Fantastic sequential read and write performance is a trademark of modern SSDs. To measure it, we use incompressible data over a 16 GB LBA space, and then test at queue depths from one to 16. We're reporting these numbers in binary (where 1 KB equals 1024) instead of decimal numbers (where 1 KB is 1000 bytes). When necessary, we also limit the scale of the chart to enhance readability.
128 KB Sequential Read
There's not much difference between drives in this metric. Then again, I didn't expect any. Getting 538 MiB/s is about all we'll see from SATA 6Gb/s, and these could have been any three drives to pass through my lab lately; they're all hitting the interface's ceiling. On to the writes.
128 KB Sequential Write
The 128 GB 850 Pro is the only drive to register lower performance, as we knew would be the case. But hitting 460 MB/s is no joke. No other 128 GB drive I have comes close. Note that, first, I'm using 128 KB access sizes, and second, reporting in binary, not decimal. In decimal, that'd be 482 MB/s. Put another way, the 128 GB 850 Pro pushes 100 MB/s more than the 840 Pro at 128 GB.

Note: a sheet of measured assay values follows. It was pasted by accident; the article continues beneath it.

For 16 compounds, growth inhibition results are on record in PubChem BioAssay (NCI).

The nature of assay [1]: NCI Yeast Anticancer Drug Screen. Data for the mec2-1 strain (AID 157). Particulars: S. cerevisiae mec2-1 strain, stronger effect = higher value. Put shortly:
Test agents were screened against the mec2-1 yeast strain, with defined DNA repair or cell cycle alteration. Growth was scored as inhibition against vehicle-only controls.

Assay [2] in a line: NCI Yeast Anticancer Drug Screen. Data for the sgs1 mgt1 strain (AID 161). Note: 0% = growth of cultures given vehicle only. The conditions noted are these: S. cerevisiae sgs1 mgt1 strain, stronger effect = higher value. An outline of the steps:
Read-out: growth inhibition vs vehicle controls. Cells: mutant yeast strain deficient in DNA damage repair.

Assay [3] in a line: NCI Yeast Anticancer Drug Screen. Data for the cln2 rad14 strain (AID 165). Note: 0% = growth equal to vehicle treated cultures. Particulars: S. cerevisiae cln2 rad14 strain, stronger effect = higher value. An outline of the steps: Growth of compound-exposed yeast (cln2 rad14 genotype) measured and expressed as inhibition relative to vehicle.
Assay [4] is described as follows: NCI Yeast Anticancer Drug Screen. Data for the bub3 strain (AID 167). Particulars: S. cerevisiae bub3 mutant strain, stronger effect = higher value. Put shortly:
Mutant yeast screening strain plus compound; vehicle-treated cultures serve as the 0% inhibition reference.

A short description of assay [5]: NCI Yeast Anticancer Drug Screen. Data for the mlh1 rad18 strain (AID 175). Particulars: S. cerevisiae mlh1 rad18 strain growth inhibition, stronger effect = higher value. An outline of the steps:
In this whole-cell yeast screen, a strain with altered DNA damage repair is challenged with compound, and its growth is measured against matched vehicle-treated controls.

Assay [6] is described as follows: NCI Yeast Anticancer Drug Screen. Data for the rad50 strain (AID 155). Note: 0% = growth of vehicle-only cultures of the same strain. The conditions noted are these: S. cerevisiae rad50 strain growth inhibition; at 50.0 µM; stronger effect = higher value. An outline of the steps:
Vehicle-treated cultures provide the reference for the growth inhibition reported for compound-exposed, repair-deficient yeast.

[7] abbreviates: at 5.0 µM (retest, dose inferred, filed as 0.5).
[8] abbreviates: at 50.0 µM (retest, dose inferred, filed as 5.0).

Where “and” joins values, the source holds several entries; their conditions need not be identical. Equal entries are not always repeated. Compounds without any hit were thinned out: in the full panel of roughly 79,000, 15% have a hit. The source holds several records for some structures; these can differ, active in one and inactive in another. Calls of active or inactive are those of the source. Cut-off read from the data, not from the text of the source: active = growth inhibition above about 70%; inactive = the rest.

Samsung's 256 and 1024 GB models are blazing fast, demonstrating throughput in excess of 510 MB/s (again, in binary). That's as fast as you're going to see from a SATA 6Gb/s-based SSD.
Here's a breakdown of the maximum observed 128 KB sequential read and write performance with Iometer:
Sorted by combined maximum read and write throughput, two 850 Pros establish beachheads just below the pair of PCIe-based SSDs. No drive with a SATA interface can claim to deliver more sequential performance. And again, dig through this chart and you'll find that no competing 128 GB-class offering touches the 850 Pro.
- Samsung 850 Pro SSD: Introducing V-NAND
- Inside Of Samsung's 850 Pro
- How We Tested Samsung's 850 Pro
- Results: 128 KB Sequential Read And Write
- Results: 4 KB Random Read And Write
- Results: Tom's Hardware Storage Bench v1.0
- Results: PCMark 8's Expanded Storage Testing
- Results: TRIM Testing With DriveMaster 2012
- Testing The DevSlp Power State With Some New Gear
- Results: Power Testing
- Results: Latency And Performance Consistency
- SATA Is Maxed, But The 850 Pro Still Pushes Faster